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Should I change my old gas boiler over to Heat Pump?

28 Dec
Should I change my old gas boiler over to Heat Pump?

Why retrofit your gas boiler with a heat pump?

It is opportune to change your old gas boiler over to Heat Pump if your old gas boiler is heating hydronic underfloor coils or radiators and is more than 10 years old. Your hydronic underfloor coils or radiators will likely have useful life left and can be reused with a new heat pump. You can also power your heat pump with solar panels to make very low heating/cooling cost. Heat pumps can be reversed in summer to provide cooling through your hydronic system. This works best with an underfloor hydronic system in conjunction with ceiling fans but will have a cooling effect running cool water through your radiators particularly if you use a fan to blow air across the radiators.

If you have radiators, you will need to flush out the hydronic water and remove metal particles or sludge from the hydronic water that may have built up over time. Siddons Solar hydronics recommends you install a magnetic metal filter such as the Fernox TF1 Total Magnetic Filter, to trap metal particles coming from the steel in the radiators over time to ensure your system remains clean going forward. If you have underfloor coils, you should also flush out the hydronic water and remove any mould or sludge that may have built up. Learn more about magnetic filters by clicking here.

How to retrofit the gas boiler with an electric heat pump?

You can replace your gas boiler with a heat pump such as the Stiebel Eltron WPL17ACS that produces 9 kW of heating from 2-2.5kW of standard single-phase power input (depending on the outside air temperature and humidity, and hydronic water temperature) and is priced at $6,662 (excl GST): This heat pump is capable of producing hot water to 65 deg C which is usually hot enough for your existing radiators (depending on the size of your radiators to the size of your room, the effectiveness of your insulation and the outside ambient air temperature).

You can also reduce your heating requirement by installing energy recovery ventilation units that ventilate your room whilst recovering the inside heating or cooling energy, which open windows cannot do. Learn more about ERVs (Energy Recovery Ventilation) by clicking here.

If you require a larger heat pump, the WPL25ACS delivers 14 kilowatts of heating from 3-3.5kW of standard single-phase power input (depending on the outside air temperature and humidity, and hydronic water temperature) and is priced at $11,729 (excl GST): 

Can you power your heat pump with solar panels?

Both the WPL17ACS and WPL25ACS heat pumps can be powered by a solar system. The capacity of your solar system should be at least 5kW. Adding battery storage will make solar power available for your heat pumps at night. For heating without batteries, your heat pumps can be run during the afternoon to warm your home when you are generating solar power. The thermal mass of your home and the objects in it will act like a battery releasing heat energy when the sun goes down. For off grid applications, you can also add multiple 300 litre buffer tanks that can be heated during the day from your solar power and released at night through your hydronic system. This is another form of battery storage.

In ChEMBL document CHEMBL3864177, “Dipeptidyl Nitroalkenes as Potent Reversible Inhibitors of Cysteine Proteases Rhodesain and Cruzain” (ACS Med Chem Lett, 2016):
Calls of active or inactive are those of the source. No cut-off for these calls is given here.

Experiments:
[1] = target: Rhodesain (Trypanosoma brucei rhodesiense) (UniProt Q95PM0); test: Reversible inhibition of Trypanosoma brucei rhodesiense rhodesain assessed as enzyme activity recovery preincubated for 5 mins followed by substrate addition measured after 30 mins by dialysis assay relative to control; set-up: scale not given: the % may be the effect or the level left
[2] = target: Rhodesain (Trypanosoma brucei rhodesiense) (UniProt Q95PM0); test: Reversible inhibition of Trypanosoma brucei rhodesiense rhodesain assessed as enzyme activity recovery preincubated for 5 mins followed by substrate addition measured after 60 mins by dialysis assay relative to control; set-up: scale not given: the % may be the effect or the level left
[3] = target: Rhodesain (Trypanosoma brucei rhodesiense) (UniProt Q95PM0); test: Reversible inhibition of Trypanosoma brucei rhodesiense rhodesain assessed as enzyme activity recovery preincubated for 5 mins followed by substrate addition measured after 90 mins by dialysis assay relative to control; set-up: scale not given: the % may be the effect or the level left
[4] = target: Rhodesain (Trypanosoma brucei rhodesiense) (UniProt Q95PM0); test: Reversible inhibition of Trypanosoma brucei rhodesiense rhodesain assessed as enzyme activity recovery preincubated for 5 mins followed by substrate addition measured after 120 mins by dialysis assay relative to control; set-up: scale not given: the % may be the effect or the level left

How much would it cost?

In regard to the installation cost of changing over from a gas boiler to a heat pump connected to your existing hydronic system, it will likely involve two trades people, an electrician and a hydronics plumber, working for two days. The installtion steps would be as follow:

Step 1: The plumber will need to firstly flush out your existing hydronics system and attend to any maintenance required.

Step 2: The electrician will need to set up the electrical power supply and thermostat control system. They will then remove the old boiler, install the new heat pump and associated equipment in its place then commission the new system. Charge out rates for good trades people are approximately $90-95 per hour (+GST) so you are looking at approximately $3,000 (+GST) in labour.

Also, associated hydronic equipment, including buffer tank, hydraulic assembly, pipe work, electrical cables, electrical and plumbing fittings will cost approximately $5,000 depending on site factors.

An internet connection for your heat pump is also recommended to allow you to control your system from a smart phone and for remote engineering monitoring or assistance if required and this also extends your warranty to 5 years. So you are looking at overall an estimated installation cost of around $8,000. 

Note: These figures are strictly an estimate and indicative. Each project is to be quoted separately.

So is it worth it?

This depends on your time horizon. If this is your special home you intend to live in for the next 20 years or so, then yes, it is worth it. The capital investment is an asset that will add value to your home and with rising gas prices, your payback will improve over the years ahead. If you have to replace your gas boiler then this is the time to think about changing over to heat pump. And you will be doing something good for the environment as well!

Check out a case study on gas boiler replacement with a heat pump by clicking here.

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